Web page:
Monday, December 04, 2006


Do Iraq Right!

Real Military People Say: “Use Overwhelming Force”

At the outset of the Iraq War, I posted my opinion that we needed 500,000 foot soldiers on the ground to pacify the country, dig out all of the arms stores, disarm all of the militias, patrol the streets, occupy the cities, and seal the borders as well as possible. Later on, I became more specific as to where the main problem was, Baghdad, and how to bring it under control.

We played “nice guy” in Baghdad, permitting the citizens wide freedom of movement, the use of all kinds of vehicles, and relatively few serious searches for illegal arms, as well as setting hard rules of engagement for our troops that have been, in my opinion, ridiculous. What was needed from the start was martial law, shooting of armed men on sight, restricted use of vehicles, day and night control of all streets, and instant reaction to attacks.

Liberators we were, in fact, but Occupiers we should have been, but with a plan and schedule for creating a new government that everyone knew about. Anyone getting out of line anywhere should have been grabbed and imprisoned, if not shot. Force, naked force, should have been up front and clear to all of the 30 or more tribes in the country. But all of this is simply passé now. Or is it?

The problem with this approach was simple. We didn’t have the guts to commit that number of troops to Iraq, because the rest of our troop obligations would suffer drastically. So we fudged the situation and not only defeated the Iraqi Army with a half to a third of the troops I thought needed, but also overthrew Saddam and his odious sons. But, the rest of the task we couldn’t follow through on properly for lack of troop power. We could not be at all of the right places at the right times to stop IED bombings, to search everywhere thoroughly for arms, to have a presence in force all over the place, and to react to attacks with lethal force.

Further, I had asked a question: “Why are we paying for a full overhaul and upgrade of the Iraqi infrastructure?” This still puzzles me. I can see where Iraqi oil production should be helped back on line. That would give them the ability to help pay for our expenses and for their own reconstruction. To foot the entire reconstruction bill by the US taxpayer seems wrong to me. The powers that be decided that if we touched the oil, we would be accused of starting the war for that reason. In my book, we were starting the war at least in part because of oil, and we should not have tried to duck the issue at enormous cost to our taxpayers. I suppose that is why our leaders get the both the cheers and boos of the public, and now a Democratic (read liberal) Congress come January.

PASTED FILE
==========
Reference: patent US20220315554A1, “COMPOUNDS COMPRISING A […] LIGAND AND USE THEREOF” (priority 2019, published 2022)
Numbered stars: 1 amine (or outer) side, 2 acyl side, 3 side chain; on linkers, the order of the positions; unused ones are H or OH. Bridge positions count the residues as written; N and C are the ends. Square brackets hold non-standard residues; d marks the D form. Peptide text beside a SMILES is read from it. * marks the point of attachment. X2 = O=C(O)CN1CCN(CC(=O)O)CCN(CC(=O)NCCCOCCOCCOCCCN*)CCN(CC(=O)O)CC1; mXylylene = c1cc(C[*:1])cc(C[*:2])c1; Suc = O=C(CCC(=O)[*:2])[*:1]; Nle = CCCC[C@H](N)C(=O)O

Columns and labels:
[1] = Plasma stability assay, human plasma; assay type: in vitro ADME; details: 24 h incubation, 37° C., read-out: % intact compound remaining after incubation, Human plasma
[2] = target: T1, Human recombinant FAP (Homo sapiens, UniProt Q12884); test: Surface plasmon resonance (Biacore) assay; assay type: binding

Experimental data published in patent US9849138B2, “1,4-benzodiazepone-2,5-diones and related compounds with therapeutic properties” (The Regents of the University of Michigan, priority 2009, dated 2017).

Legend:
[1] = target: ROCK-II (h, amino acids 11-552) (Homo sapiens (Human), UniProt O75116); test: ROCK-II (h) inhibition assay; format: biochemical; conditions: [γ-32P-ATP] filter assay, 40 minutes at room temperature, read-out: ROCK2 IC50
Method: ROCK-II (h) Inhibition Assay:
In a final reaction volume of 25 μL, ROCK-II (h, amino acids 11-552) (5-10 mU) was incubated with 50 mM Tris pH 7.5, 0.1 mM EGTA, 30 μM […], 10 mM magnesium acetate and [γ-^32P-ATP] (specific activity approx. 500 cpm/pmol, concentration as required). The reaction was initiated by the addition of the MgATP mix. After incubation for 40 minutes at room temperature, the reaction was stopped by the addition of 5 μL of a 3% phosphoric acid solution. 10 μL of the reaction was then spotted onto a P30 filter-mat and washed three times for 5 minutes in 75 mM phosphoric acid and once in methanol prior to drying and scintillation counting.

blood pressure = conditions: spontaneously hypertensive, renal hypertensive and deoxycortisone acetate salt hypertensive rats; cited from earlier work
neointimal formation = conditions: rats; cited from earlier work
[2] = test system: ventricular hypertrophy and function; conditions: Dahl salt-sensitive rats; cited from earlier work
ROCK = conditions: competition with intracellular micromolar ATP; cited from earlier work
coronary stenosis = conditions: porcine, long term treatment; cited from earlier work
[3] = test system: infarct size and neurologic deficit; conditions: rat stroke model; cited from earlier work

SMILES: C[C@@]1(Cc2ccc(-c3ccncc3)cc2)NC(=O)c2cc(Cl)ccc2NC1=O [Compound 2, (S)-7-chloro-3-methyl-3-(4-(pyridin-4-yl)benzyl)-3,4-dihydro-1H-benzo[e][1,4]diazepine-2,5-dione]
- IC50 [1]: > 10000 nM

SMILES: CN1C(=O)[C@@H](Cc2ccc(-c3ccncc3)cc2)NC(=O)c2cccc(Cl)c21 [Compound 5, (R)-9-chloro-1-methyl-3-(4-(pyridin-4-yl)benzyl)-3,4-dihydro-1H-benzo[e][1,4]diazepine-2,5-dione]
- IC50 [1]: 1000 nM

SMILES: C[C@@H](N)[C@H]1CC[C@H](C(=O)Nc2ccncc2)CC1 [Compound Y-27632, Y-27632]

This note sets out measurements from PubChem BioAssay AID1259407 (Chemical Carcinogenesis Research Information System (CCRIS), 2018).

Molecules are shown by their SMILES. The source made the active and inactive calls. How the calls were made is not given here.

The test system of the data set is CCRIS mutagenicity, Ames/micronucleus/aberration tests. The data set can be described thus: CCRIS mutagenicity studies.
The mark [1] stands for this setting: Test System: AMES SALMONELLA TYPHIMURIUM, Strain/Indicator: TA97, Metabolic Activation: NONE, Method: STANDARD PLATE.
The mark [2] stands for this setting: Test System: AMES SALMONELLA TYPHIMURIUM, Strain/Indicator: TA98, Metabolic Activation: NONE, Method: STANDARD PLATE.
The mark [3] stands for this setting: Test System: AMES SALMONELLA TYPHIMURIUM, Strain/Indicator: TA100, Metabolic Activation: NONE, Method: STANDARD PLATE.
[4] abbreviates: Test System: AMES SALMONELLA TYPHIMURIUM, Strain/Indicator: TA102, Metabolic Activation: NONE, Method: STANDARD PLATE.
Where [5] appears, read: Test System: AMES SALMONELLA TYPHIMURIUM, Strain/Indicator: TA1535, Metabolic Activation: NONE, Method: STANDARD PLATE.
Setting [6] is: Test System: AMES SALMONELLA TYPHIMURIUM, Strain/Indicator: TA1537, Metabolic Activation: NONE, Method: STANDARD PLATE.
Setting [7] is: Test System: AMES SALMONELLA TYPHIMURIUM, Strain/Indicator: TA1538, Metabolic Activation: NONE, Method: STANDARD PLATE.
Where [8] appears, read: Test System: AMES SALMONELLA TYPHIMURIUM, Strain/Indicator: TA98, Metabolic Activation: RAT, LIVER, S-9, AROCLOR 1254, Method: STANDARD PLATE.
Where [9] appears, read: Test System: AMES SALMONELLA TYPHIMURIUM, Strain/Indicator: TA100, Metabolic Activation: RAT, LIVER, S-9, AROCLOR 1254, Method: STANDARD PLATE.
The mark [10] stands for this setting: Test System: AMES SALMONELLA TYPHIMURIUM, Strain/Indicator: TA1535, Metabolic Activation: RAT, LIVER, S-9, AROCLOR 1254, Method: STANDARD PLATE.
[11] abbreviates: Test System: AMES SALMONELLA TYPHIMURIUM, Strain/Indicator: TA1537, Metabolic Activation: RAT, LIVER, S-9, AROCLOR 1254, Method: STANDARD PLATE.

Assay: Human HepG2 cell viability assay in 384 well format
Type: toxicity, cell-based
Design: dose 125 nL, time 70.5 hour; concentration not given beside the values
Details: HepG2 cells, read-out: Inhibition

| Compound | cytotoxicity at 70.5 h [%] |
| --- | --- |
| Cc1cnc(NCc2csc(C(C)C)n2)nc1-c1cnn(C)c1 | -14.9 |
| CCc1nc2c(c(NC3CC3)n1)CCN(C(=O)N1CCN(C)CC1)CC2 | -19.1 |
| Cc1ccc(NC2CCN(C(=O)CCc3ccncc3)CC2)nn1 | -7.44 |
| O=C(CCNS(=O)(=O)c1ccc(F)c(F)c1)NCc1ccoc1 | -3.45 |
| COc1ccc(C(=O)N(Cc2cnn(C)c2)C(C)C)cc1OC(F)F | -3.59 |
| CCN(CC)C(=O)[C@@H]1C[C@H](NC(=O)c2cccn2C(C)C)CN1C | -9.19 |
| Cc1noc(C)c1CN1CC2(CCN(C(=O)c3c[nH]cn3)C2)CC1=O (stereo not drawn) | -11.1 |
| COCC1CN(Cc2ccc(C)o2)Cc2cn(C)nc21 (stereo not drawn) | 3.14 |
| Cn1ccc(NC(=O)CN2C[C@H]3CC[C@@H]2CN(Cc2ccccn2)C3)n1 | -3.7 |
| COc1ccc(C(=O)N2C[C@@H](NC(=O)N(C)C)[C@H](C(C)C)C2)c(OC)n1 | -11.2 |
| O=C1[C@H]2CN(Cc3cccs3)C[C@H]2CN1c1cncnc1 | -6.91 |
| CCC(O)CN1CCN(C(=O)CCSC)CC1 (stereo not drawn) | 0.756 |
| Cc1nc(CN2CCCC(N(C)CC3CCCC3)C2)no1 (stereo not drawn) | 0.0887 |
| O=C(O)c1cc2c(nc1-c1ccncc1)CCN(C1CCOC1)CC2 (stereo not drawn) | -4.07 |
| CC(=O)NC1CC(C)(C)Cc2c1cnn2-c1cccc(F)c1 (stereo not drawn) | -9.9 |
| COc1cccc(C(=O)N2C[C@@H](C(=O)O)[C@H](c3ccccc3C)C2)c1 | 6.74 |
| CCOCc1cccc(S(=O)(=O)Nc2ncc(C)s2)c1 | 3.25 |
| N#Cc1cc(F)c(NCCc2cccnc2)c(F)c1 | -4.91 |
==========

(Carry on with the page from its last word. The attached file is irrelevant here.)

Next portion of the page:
The military seems to have booted it also, in that their reassessment of either “Go short, go long, or get out,” fizzled with a politically-nuanced “go longer but shorter” concept, which helped nothing. Or was it, “go shorter but longer”? I forget which, but it doesn’t seem to have mattered, yet, anyway.

What I believe is that we have been far too humane to win. We coddled our troops with relatively rapid rotations back home; we coddled the Iraqi’s by allowing too much freedom of action too soon; and we coddled the insurgent terrorists by not being able to pursue them and kill them at every turn; all because of lack of troop power on the ground.

We coddled the American people too, by not bringing them into the battle directly in some manner; instead, going for both guns and butter at the same time. We also coddled the Muslims by not demonstrating their bloodthirsty ways and their religious fervor for conquest of the West. I wonder to this day whether our US population of something like 6 million Muslims affected our political or military decisions in any way. We may never know.

Could we go back to the “Go Long” strategy and beef up our forces to execute the really tough approach I alluded to earlier? We could. It is within our power and our resources to do so, if we seriously wanted to win.

Our ground forces must be increased overall by three to five divisions, mainly equipped for heavy firepower, rapid deployment, and movement, and sufficient armor to protect our men as well as possible from increasingly powerful IEDs and RPGs. Participation by the general public should be realized by instituting a universal draft, designed to replace the volunteers sent to Iraq once trained. Thus no combat would be in a draftee’s future, unless he volunteered for it. These steps would cure the troop deficiencies in rapid order, and without destroying the all-volunteer nature of our combat troops short of all-out world war.

We need to cleanse Iraq effectively, and we have such a chance now. I am virtually certain that we will not take this opportunity, to our great discredit and eventual regret.



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